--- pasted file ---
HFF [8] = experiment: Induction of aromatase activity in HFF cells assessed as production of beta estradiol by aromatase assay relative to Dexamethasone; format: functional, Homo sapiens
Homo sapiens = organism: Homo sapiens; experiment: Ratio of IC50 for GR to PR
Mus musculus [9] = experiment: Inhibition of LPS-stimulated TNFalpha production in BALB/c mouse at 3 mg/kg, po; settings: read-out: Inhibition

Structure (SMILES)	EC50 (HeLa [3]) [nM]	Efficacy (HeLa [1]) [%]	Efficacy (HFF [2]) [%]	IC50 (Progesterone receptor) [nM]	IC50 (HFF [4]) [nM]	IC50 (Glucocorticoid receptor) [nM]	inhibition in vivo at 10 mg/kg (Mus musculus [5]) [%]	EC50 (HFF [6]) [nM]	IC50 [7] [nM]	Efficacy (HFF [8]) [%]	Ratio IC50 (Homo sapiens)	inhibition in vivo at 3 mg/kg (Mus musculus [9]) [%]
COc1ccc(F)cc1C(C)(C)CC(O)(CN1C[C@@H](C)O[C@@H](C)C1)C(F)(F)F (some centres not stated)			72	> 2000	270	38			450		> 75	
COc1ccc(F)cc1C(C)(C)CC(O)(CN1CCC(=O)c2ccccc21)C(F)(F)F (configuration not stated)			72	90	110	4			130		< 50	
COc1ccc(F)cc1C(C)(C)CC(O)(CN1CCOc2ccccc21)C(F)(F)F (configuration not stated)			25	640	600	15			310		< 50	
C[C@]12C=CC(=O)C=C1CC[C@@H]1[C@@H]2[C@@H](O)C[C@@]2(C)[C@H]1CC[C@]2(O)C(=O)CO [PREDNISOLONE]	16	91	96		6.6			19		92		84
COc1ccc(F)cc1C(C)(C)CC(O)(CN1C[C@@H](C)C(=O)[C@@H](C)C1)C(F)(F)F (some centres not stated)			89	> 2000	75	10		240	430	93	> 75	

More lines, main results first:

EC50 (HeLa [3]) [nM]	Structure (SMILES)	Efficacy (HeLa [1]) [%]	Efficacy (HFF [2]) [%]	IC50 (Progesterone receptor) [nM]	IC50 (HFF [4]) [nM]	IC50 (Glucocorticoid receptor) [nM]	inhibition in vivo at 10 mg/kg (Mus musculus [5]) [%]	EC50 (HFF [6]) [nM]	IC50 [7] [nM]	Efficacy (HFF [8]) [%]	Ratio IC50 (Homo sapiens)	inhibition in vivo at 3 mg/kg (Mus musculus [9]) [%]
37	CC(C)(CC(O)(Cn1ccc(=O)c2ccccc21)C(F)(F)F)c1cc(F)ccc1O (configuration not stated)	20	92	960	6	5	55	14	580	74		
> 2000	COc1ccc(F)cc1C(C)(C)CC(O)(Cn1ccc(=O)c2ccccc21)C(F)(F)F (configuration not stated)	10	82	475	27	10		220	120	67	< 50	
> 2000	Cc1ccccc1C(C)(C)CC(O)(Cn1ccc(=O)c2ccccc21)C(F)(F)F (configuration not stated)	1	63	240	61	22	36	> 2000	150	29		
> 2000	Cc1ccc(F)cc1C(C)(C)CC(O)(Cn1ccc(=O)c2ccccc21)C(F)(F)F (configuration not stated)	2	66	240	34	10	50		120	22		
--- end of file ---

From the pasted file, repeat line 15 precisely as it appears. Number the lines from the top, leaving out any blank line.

> 2000	Cc1ccc(F)cc1C(C)(C)CC(O)(Cn1ccc(=O)c2ccccc21)C(F)(F)F (configuration not stated)	2	66	240	34	10	50		120	22		